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Front and Center An Introduction to Wing Chun Kung Fu Part 1

by Daniel on September 5th, 2011

Wing Chun is one of the world’s most highly respected kung fu fighting styles. Practitioners of this no-nonsense art dominate their opponent’s center, develop expert timing and explosive power – easily re-directing an incoming attack. Its direct and rapid attacks seem nothing short of magic! Read on to see why millions of practitioners have fallen head over heels for this pragmatic and efficient fighting style.

Wing Chun’s History: Fight Like a Man?

The most widely propagated tale of Wing Chun’s development is actually quite romantic. Conceived and developed by a woman, the name Wing Chun is proposed to have been the name of a beautiful merchant, only 15 years of age, who resided in Canton province during the Qing Dynasty. Yim Wing Chun was employed by her Father selling bean curd at their small shop at the base of Mt. Tai Leung. While working, Yim Wing Chun met Ng Mui, an Abbess (female Abbot, or Bishop) at the nearby White Crane temple. Ng Mui was also a refugee from the recently burned Shaolin temple in Honan, who often purchased bean curd from Yim Wing Chun (traditional Buddhists are forbidden to eat meat).

Yim Wing Chun was attractive, and her comeliness won her the unwanted attention of a local bully who attempted a forced marriage with her. He often threatened her and her family and constantly attempted to intimidate the young lady. His threats became a disruption to her family and its business. Abbess Ng Mui, after hearing of her acquaintance’s unfortunate situation, agreed to teach young Yim Wing Chun some of the fighting skills that were a result of her many years of training at the Shaolin temple. It was through this training that Yim Wing Chun would rid herself of this unwanted suitor.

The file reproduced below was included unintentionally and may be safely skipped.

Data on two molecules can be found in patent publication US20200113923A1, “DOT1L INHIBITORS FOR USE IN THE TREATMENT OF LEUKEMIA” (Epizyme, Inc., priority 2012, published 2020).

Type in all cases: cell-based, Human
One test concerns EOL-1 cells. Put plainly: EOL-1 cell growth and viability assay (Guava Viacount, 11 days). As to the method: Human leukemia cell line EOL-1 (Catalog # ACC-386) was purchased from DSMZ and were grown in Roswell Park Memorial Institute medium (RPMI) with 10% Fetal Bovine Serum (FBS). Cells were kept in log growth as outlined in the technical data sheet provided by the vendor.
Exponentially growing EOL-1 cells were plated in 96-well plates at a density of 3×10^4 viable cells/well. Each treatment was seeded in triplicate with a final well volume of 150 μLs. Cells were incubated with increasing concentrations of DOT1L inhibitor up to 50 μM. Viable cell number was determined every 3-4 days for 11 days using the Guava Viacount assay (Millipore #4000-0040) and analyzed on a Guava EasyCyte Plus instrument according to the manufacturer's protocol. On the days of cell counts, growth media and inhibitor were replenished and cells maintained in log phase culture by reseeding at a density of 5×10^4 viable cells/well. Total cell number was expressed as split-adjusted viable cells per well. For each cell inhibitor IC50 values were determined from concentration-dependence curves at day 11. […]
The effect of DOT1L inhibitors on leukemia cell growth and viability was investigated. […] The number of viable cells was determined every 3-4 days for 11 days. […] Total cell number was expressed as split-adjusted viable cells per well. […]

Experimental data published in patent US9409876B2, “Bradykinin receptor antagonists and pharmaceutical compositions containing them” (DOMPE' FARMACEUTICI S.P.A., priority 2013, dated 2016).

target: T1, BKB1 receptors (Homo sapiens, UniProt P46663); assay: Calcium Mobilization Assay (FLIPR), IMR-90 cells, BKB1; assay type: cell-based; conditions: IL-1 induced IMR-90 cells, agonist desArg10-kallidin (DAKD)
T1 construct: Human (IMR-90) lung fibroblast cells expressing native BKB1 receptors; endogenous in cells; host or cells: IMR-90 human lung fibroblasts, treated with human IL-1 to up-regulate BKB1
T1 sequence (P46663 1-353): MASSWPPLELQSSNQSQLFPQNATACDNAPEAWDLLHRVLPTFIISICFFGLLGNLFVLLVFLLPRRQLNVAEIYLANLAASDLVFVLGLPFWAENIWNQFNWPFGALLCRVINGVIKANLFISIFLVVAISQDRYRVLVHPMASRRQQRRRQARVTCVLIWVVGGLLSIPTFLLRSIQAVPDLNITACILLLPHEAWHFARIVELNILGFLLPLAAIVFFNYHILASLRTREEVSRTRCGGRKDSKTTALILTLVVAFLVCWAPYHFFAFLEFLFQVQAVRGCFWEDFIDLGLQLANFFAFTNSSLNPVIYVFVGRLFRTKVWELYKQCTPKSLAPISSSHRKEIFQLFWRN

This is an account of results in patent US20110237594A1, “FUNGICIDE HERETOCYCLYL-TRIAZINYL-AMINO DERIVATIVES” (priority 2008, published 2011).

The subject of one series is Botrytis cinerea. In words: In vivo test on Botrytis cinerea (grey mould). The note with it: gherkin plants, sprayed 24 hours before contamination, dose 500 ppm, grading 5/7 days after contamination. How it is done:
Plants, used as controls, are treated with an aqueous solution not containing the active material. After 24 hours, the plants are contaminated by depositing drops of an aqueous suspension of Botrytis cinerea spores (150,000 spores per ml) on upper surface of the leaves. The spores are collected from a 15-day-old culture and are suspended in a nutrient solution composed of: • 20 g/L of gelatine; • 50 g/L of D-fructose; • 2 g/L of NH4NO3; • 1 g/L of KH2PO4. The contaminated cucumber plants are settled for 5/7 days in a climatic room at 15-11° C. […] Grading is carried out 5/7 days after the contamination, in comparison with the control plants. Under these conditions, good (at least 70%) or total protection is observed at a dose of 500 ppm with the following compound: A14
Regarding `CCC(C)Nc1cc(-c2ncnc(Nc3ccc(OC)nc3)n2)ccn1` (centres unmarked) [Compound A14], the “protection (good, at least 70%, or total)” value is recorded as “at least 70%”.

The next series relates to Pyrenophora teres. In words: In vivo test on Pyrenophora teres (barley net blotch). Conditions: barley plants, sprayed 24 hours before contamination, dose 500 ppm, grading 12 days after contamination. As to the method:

Cunningly, Yim Wing Chun told her pursuer that if he could defeat her in a fight one year from now, she would submit and marry him. It was his pleasure to agree to her proposal. The Abbess Ng Mui carefully selected a curriculum of fighting techniques for the young lady that would enable her to defeat her opponent using leverage, speed and technique rather than strength.

Young Wing Chun trained like a woman possessed until she mastered all of the fighting skills offered by her martial mentor. After a year had passed, her groom arrived to claim his prize. But when they touched hands, he was not able to defeat her easily, as he had pictured in his mind’s eye. In fact, he was beaten badly and embarrassed.

The legend of Yim Wing Chun and Ng Mui is an enjoyable story, but is not accepted by all as the true origin of the art. Others propose that it was actually a committee of Shoalin monks who invented Wing Chun as a way to quickly enable a fighter to develop advanced kung fu skills (as a tool to overthrow the Qing government). Like all kung fu styles, the specific history differs depending in whom you ask.

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